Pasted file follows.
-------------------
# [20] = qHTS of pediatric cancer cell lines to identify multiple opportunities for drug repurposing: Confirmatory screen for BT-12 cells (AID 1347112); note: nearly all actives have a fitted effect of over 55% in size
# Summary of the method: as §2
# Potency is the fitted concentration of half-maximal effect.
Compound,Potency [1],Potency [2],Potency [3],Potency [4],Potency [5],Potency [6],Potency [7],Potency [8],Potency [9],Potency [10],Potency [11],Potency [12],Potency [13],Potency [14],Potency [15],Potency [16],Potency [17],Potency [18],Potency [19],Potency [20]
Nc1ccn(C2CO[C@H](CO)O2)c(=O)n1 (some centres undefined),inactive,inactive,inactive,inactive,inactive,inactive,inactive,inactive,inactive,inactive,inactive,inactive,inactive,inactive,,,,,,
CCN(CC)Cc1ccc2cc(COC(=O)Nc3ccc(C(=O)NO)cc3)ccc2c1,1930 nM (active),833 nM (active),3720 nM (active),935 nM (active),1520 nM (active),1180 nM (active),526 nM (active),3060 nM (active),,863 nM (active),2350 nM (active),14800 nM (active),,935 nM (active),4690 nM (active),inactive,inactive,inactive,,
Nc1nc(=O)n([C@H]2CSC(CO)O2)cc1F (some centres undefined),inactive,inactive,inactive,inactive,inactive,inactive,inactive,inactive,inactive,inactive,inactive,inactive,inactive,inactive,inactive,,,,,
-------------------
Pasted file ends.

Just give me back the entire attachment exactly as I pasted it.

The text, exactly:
# [20] = qHTS of pediatric cancer cell lines to identify multiple opportunities for drug repurposing: Confirmatory screen for BT-12 cells (AID 1347112); note: nearly all actives have a fitted effect of over 55% in size
# Summary of the method: as §2
# Potency is the fitted concentration of half-maximal effect.
Compound,Potency [1],Potency [2],Potency [3],Potency [4],Potency [5],Potency [6],Potency [7],Potency [8],Potency [9],Potency [10],Potency [11],Potency [12],Potency [13],Potency [14],Potency [15],Potency [16],Potency [17],Potency [18],Potency [19],Potency [20]
Nc1ccn(C2CO[C@H](CO)O2)c(=O)n1 (some centres undefined),inactive,inactive,inactive,inactive,inactive,inactive,inactive,inactive,inactive,inactive,inactive,inactive,inactive,inactive,,,,,,
CCN(CC)Cc1ccc2cc(COC(=O)Nc3ccc(C(=O)NO)cc3)ccc2c1,1930 nM (active),833 nM (active),3720 nM (active),935 nM (active),1520 nM (active),1180 nM (active),526 nM (active),3060 nM (active),,863 nM (active),2350 nM (active),14800 nM (active),,935 nM (active),4690 nM (active),inactive,inactive,inactive,,
Nc1nc(=O)n([C@H]2CSC(CO)O2)cc1F (some centres undefined),inactive,inactive,inactive,inactive,inactive,inactive,inactive,inactive,inactive,inactive,inactive,inactive,inactive,inactive,inactive,,,,,